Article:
Liberty State Park would remain under complete state control while taking in more public input for planning under the Liberty State Park Conservation, Recreation and Community Inclusion Act, introduced by State Sens. Brian Stack (D-33), Nicholas Sacco (D-32), and Sandra Cunningham (D-31).
The act would develop the Liberty State Design Park Task Force within the New Jersey Department of Environmental Protection (NJDEP) to field public input on the park while developing and appropriating funds to support park planning and improvements.
“We need to clean up the contamination, add hundreds of acres of passive space and natural trails, and restore habitat and the ecology of the estuary to protect native species, fish, and migratory birds. We also desperately need new active recreation facilities so the kids and adults of New Jersey’s most densely populated county don’t have to compete over a handful of ball fields in our cities,” said Stack.
$250M Price Tag
Under the bill, the permanently-established Liberty State Design Task Force would assume and advance the role of the existing task force under NJDEP, and would be comprised of environmental, recreation, and local stakeholders.
In total, the legislation would appropriate $250 million to support improvements at the park. Companion legislation was introduced in the Assembly by Assemblywoman Angela McKnight (D-31), Assemblyman William Sampson (D-31), and Assemblywoman Annette Chaparro (D-33).
“We are excited about early concepts that have come out of the task force, and our legislation would advance the process to the next level with additional community input while keeping the park in the hands of the Department of Environmental Protection,” said Sacco.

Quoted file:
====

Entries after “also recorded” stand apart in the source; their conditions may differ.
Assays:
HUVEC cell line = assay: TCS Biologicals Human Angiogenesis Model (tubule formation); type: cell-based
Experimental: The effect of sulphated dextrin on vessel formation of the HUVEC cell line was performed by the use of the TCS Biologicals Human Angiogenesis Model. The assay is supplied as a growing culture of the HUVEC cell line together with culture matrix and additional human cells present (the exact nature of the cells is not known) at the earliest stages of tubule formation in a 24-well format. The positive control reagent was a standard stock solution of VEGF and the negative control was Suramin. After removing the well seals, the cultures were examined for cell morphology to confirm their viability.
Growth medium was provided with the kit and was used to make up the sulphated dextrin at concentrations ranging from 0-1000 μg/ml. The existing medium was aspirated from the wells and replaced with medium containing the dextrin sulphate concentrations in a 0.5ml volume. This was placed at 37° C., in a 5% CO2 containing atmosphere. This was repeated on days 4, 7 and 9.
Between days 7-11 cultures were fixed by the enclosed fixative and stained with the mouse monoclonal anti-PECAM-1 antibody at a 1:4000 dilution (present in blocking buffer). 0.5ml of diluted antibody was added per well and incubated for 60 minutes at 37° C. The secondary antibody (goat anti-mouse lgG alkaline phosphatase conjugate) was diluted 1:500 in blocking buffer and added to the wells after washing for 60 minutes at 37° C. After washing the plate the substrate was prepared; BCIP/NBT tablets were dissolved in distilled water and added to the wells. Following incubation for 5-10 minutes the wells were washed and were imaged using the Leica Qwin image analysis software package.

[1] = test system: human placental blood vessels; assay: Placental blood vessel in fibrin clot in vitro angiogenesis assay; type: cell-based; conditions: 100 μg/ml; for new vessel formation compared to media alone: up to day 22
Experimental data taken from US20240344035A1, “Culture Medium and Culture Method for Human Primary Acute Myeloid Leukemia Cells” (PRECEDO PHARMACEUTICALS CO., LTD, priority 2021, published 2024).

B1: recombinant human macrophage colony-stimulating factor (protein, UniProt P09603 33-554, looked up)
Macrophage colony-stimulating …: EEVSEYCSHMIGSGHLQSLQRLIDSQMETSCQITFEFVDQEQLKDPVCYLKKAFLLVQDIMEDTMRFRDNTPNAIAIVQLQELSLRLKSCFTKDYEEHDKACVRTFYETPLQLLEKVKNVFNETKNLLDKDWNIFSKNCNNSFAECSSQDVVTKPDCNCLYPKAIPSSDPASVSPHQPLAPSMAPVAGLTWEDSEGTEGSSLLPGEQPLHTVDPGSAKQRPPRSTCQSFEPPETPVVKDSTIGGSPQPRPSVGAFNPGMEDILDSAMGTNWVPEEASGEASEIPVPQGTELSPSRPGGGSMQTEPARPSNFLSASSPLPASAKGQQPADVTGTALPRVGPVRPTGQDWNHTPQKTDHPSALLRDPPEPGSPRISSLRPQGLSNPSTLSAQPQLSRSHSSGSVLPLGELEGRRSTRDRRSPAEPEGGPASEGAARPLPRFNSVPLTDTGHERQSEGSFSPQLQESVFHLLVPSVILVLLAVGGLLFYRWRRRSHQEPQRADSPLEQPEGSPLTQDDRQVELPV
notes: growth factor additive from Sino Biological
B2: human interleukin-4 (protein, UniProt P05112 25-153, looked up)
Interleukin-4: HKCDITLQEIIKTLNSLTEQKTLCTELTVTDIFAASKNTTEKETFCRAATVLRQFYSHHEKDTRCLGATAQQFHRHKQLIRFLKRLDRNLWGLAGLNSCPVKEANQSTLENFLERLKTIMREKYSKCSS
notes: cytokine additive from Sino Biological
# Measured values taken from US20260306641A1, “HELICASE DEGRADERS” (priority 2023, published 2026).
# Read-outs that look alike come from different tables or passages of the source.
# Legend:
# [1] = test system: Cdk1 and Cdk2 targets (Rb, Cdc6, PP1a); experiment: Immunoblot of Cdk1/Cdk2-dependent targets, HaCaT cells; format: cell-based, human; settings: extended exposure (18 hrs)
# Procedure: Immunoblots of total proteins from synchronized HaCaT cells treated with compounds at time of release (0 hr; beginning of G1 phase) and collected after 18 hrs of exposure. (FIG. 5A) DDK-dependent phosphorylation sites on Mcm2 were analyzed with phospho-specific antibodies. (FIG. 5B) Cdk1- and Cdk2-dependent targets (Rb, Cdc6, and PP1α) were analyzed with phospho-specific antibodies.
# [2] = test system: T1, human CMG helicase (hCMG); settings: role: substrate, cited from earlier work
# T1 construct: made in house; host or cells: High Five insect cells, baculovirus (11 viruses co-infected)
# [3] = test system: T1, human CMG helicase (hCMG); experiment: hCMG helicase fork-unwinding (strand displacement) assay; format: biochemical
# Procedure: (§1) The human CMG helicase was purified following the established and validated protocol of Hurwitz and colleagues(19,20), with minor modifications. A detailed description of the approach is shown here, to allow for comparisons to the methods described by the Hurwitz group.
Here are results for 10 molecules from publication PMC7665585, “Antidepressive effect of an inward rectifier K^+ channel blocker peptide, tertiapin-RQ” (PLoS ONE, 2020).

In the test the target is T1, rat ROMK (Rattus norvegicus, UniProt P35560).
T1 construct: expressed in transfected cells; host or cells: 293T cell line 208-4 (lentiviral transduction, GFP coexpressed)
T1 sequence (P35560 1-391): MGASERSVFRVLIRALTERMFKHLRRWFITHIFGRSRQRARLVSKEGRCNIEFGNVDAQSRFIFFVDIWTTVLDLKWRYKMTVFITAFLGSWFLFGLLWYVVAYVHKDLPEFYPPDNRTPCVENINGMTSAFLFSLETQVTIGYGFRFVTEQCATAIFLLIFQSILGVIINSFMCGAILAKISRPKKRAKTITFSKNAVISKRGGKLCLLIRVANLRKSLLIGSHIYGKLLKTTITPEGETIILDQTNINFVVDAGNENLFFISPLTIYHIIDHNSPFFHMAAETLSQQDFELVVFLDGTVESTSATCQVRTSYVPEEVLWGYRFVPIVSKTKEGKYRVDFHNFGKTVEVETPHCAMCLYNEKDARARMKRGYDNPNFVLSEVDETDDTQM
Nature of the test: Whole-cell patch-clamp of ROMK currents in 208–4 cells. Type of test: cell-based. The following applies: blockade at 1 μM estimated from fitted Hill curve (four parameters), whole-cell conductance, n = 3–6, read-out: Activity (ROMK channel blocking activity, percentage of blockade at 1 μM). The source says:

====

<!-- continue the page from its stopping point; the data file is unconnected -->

Ensuring Representation in the Park
Under the legislation, planning for cultural and arts opportunity would be required. Community economic benefits and opportunities for local businesses would also be focus points.
The law would ensure an emphasis on minority, women-owned, and small businesses. Transportation and mobility to and within the park would be improved, as well.
“With more than a third of Jersey City residents not owning a car, a one mile walk from a light rail station is not accessible—it’s an unnecessary barrier,” said Cunningham. “Visitors drive to Liberty State Park from throughout the region, yet many of our nearby neighbors can’t easily access the park that should serve as our shared backyard. We must seize this opportunity to create a public transportation and mobility plan so the park is truly accessible for the entire community.”
Critics in the Democratic Party
While hopeful on an eventual solution, Assemblyman Raj Mukherji (D-33) on a statement released on Twitter said he could not support the bill unless it provided sufficient safeguards against privatization.
“I cannot support any other bill unless it is advanced in concert with, or merged with, the Liberty State Park Protection Act and includes sufficient safeguards against privatization and certain changes to the task force composition to ensure transparency and comprehensive public participation in the recommendations to DEP,” he said.
And environmentalist and former president of the New Jersey Sierra Club Jeff Tittel said the bill is really about economic development, promoting jobs and commercial interest. “Everything else is all a smokescreen. You think it might be a bill that could help the park, but when you read it you understand the purpose of this bill is to privatize this park and develop it with commercial development and other things,” said Tittel.
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